Introducing our Rescues

We are a rescue household. Every cat and every dog (minus one) was a rescue to some capacity. We firmly believe in ‘Adopt, Don’t Shop’. Rescues need so much love and can be some of the best animals you can ever share a home with.

Anyway, we’ve got quite a few rescues, a couple of which you know about since they work for me. So, I wanted to introduce them to you:

IMG_1570Edgar

My personal assistant. He was the offspring of two rescues, and I decided to bring him home to Idaho from his birthplace Virginia when the owner (my brother) couldn’t keep him.

He’s a grey and white fluff ball with a squeak of a voice. He wasn’t able to meow until about three months ago when he was able to squeak some sort of sound out. He’s headstrong and rebellious at times.

willowWillow

My caretaker. His mother was a feral kitty who would occasionally hang out on our porch when we fed the outdoor kitties. She gave birth in our basement, and kept her inside since. She and her other babies have since found new homes. I kept Willow as a birthday gift because he was born on my birthday. He’s a super purrer and loving.

img_6251Toothless

Our resident head black kitty. He was found under a highway overpass as a new kitten. Mother and my brother were the ones who found them. They were able to get all of the kittens, but the mama ran. Toothless was the only one not able to be adopted out because he’s a black cat, so he stayed with us.

He’s the head honcho of the family and puts all of the younger cats in line. He also loves sleeping on his back for some reason.

img_6659Twister

The baby. She was found outside of Vladimir’s work. Since we were known for cat rescue, his coworker brought her to us. We speculate she was abandoned because her head was a full 180 degrees from her body. She was a serious mess and had to have 24 hour care. She survived, is thriving, but she can’t be outside or she’ll get sick. We couldn’t find her an adequate home, so she’s with us still.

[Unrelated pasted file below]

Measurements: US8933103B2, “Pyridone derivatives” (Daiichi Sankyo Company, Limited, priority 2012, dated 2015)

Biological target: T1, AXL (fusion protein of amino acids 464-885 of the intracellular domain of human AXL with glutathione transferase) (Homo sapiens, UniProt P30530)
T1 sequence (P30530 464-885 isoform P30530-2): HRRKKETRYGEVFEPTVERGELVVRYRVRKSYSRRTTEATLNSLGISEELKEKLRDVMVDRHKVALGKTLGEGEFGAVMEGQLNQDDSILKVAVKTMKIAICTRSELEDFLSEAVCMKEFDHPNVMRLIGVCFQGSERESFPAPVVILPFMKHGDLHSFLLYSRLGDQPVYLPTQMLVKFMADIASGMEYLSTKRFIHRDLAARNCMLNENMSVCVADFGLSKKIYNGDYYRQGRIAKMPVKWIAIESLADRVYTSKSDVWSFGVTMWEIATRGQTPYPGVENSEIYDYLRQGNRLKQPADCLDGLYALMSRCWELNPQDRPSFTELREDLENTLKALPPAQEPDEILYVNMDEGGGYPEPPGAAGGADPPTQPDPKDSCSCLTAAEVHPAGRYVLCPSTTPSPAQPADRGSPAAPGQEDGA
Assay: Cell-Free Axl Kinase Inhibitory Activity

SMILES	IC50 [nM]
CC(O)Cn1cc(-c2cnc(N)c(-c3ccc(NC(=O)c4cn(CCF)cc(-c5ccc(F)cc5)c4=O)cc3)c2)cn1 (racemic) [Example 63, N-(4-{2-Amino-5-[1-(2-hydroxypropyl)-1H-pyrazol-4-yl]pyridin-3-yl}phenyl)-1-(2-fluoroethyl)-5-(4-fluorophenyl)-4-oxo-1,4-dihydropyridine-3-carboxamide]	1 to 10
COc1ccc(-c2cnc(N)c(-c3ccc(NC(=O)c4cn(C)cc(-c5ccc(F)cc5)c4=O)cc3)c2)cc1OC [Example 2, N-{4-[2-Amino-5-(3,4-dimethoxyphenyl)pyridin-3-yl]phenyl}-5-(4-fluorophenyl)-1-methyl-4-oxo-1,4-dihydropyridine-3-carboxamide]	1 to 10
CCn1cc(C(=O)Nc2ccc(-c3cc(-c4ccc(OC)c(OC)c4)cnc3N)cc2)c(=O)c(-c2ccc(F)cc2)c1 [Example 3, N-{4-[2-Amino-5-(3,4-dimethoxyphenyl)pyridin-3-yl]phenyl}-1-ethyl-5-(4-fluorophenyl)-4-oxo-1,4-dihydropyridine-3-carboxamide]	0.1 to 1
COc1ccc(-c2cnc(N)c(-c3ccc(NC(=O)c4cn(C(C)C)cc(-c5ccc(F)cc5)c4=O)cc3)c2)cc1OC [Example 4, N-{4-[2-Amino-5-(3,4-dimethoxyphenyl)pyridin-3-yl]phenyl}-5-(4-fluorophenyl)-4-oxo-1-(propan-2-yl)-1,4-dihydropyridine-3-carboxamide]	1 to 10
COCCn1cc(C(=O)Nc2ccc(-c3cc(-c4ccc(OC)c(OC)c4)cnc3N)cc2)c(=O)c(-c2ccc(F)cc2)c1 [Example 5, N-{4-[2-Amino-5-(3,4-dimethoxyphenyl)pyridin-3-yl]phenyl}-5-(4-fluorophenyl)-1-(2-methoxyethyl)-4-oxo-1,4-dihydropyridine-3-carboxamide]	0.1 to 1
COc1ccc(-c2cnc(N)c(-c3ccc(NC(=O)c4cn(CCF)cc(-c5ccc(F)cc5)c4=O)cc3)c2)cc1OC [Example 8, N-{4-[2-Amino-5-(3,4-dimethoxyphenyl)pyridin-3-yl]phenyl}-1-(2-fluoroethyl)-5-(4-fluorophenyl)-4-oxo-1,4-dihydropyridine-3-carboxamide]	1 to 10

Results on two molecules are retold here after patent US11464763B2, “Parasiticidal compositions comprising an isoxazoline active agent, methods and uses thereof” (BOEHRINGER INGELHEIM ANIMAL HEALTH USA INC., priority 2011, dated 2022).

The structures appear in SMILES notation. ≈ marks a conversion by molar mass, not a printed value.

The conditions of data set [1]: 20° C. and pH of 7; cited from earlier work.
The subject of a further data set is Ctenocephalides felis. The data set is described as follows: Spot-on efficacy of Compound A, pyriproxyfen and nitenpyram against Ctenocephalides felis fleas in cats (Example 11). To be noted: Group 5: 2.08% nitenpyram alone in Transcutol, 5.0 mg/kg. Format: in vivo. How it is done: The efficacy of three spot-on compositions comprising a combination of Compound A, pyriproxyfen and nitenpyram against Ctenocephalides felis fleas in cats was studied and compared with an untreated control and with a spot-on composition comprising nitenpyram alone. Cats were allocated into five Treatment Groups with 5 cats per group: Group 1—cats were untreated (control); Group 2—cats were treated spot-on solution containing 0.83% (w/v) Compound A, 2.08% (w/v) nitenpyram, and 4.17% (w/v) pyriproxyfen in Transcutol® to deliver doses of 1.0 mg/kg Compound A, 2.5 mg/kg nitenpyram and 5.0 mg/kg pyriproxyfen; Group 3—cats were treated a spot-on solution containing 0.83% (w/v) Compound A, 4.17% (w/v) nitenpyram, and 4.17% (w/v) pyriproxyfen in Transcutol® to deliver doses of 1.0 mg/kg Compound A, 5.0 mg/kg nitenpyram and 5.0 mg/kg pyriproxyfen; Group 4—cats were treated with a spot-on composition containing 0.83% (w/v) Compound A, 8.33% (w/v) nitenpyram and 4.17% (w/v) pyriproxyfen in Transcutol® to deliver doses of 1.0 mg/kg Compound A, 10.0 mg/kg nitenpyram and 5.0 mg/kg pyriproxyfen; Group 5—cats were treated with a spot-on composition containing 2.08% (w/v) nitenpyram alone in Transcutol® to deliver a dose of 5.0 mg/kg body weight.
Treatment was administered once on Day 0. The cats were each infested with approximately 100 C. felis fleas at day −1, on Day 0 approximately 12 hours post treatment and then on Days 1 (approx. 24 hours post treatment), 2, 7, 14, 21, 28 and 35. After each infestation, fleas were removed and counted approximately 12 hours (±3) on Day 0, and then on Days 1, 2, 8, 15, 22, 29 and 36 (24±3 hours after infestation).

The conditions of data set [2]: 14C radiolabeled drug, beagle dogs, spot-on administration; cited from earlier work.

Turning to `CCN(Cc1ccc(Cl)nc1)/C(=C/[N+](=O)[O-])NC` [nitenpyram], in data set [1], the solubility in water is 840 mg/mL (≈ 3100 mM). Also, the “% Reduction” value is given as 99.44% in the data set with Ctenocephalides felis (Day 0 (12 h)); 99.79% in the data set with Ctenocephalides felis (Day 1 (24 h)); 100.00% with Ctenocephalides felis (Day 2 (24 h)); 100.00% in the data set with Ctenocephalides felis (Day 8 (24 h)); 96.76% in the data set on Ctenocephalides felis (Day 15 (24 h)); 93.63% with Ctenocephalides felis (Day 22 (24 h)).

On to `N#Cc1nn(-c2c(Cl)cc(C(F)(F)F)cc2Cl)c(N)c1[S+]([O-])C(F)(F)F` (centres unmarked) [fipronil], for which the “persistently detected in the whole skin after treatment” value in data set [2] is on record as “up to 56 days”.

img_7292Bram

He was a barn cat found by one of Mother’s students, given to us again because we were known for cat rescue. He was healthy, just scared shitless. And again, we couldn’t find a home for him because he’s a black cat. Trust me, he’s scared of his own shadow; there’s no reason to be afraid of this poor baby.

img_5959Marie

Vladimir’s cat. She was found in a tractor tire in California with, I think, one or two other kittens. My roommate at my undergrad couldn’t find a home for her, so we took her when I graduated. She’s pure white with a yellow eye and a blue eye. She’s also pretty prissy. But she’s so cute!

img_7426Tiger

Now onto our seniors. We call him the weighted blanket. As you know, I have a decently bad anxiety disorder. I don’t have a weighted blanket (shit’s expensive), but Tiger loves to sit on my chest and stomach as a warm, purry weighted blanket.

He was an abandoned cat in our old neighborhood who was tortured by punk youth and stuff. We took him with us when we moved so he could have a loving home.

img_7328Chester

And our newest addition. We found him around the time we received shitty news, hiding in the corner of a cage at the vets office. He’s an 11 year old whose owner passed away and the family couldn’t care for him. He was at the vets for months because no one wants to adopt a senior kitty. We took him. He’s a sweet and playful thing once he realized he wasn’t going back to living in a cage.

And those are our rescues! Yes, I’m aware we have quite a few. Though, I blame circumstances for that. We still work with rescue organizations and the local shelter to help the animals abandoned, forgotten, or feral. Everyone deserves a good home.

If you are looking for a friend in your life, check out your local rescue organizations and shelters. They have tons of loving animals to connect with.

Hugs (and kitty hugs)

Alexandra

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